Translate this page :

Using Let's Encrypt SSL certificate with Pound

:: Let's Encrypt certificates have a particular advantage over its competitors – it can be #automatically renewed. When you manage a lot of servers, this can be a serious time-saving feature.

Pound is a very lightweight reverse-proxy software, which can also act as a SSL endpoint. Means that it will accept the encrypted (HTTPS) traffic, decrypt it, and then forward the result to the webserver at the backend. It's quite helpful to offload this from the webserver.

Here's how to do both (auto-renew Let's Encrypt SSL certificate on Pound), starting from a configuration snippet for /etc/pound/pound.cfg :

Port 443
AddHeader ""X-Forwarded-Proto: https""
HeadRemove ""X-Forwarded-Proto""
HeadRemove ""X-Forwarded-For""

Cert "/etc/letsencrypt/live/"

### avoid poodle security attack
Disable SSLv3
Disable SSLv2

### hardening SSL with strong ciphers, disabling weak ones

SSLAllowClientRenegotiation 0
SSLHonorCipherOrder 1


That config should be able to score (at least an) A from Qualys SSL Labs' website :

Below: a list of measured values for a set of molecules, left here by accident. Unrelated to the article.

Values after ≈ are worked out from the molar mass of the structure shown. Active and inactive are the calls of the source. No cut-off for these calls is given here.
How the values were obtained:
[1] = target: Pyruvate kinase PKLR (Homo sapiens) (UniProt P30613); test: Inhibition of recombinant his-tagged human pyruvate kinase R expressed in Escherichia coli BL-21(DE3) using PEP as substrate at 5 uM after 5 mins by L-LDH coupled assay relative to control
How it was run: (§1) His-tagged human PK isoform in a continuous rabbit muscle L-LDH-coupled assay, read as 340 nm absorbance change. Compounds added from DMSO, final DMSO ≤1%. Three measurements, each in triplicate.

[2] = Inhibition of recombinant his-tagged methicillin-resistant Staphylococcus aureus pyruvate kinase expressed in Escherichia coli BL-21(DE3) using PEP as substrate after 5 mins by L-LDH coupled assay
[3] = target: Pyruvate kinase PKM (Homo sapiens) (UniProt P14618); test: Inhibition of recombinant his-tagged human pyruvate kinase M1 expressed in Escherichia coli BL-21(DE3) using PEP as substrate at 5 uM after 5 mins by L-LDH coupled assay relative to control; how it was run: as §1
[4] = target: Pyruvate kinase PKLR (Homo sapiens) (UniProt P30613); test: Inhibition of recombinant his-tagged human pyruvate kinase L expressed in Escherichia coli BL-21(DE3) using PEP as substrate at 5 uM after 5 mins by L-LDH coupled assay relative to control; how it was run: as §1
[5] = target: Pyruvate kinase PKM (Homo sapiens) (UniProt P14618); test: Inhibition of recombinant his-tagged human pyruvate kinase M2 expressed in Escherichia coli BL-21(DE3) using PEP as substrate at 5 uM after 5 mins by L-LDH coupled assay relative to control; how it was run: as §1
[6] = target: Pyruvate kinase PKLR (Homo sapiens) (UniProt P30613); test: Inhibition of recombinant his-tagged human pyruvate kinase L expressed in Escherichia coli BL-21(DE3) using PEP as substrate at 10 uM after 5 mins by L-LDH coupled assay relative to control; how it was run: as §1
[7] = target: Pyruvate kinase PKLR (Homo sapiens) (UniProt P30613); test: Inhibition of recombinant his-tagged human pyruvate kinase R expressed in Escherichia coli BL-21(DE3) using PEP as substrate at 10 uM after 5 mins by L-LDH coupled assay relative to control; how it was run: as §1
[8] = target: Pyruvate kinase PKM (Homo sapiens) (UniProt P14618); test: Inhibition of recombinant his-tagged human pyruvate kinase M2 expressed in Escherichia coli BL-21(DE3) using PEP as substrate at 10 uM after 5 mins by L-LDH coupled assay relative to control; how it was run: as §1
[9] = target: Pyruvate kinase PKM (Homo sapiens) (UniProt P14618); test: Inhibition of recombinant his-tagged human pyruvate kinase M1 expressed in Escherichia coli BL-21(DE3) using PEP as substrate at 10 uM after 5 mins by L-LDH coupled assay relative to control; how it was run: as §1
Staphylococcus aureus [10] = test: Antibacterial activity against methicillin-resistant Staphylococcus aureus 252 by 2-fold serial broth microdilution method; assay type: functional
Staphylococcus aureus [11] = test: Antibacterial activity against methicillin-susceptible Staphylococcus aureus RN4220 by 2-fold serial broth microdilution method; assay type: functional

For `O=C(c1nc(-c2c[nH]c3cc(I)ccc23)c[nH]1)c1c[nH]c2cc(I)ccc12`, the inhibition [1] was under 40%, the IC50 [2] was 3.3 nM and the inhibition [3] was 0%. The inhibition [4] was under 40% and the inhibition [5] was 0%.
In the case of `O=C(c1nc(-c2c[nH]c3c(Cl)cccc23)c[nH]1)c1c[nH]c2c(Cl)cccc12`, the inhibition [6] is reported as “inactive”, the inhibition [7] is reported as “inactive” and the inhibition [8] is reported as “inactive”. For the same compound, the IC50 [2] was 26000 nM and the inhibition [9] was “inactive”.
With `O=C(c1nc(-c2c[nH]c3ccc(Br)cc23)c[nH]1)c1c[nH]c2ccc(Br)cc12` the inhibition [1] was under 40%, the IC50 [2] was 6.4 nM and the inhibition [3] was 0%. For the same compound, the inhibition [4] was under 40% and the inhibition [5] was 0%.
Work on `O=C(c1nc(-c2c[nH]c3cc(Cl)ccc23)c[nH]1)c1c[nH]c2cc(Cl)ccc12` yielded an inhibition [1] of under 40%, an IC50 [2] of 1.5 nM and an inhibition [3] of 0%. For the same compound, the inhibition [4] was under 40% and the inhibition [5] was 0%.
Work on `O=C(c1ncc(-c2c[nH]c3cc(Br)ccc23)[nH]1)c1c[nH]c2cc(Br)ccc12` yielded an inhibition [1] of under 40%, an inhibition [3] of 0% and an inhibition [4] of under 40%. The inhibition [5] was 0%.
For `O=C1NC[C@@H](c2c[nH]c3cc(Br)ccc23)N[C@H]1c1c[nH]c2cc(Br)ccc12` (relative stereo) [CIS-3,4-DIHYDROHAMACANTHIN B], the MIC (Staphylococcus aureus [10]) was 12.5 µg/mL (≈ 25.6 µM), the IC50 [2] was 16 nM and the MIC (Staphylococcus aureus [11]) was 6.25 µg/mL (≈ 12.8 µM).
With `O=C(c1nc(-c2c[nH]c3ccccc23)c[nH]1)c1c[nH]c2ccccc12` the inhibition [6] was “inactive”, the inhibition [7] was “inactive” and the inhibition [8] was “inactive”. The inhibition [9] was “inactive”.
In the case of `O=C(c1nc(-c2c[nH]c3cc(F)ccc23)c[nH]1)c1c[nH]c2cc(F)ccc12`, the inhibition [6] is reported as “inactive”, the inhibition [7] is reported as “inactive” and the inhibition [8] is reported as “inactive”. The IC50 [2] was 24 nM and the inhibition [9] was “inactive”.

Here's the script to do the auto-renewal, don't forget to set the cronjob so this is run twice every day on off-peak times :


# renew certificate
/root/tools/certbot/certbot-auto renew

# merge private key with certificate
# to make it readable by Pound

cp /etc/letsencrypt/live/ /etc/letsencrypt/live/

cat /etc/letsencrypt/live/ >> /etc/letsencrypt/live/

# restart Pound
/etc/init.d/pound restart

Have fun with these !


(1) Eko Juniarto for suggesting to restart Pound after the renewal process.

(2) Fahri Reza for informing that Let's Encrypt advocates running auto-renewal not once – but twice a day. Eg: in case of an emergency, etc

Post imported by Google+Blog for WordPress.

4 Responses to “Using Let's Encrypt SSL certificate with Pound

Leave a Reply


Subscribe without commenting


SEObox: Web Hosting Murah Unlimited Komik Indonesia Homeschooling Indonesia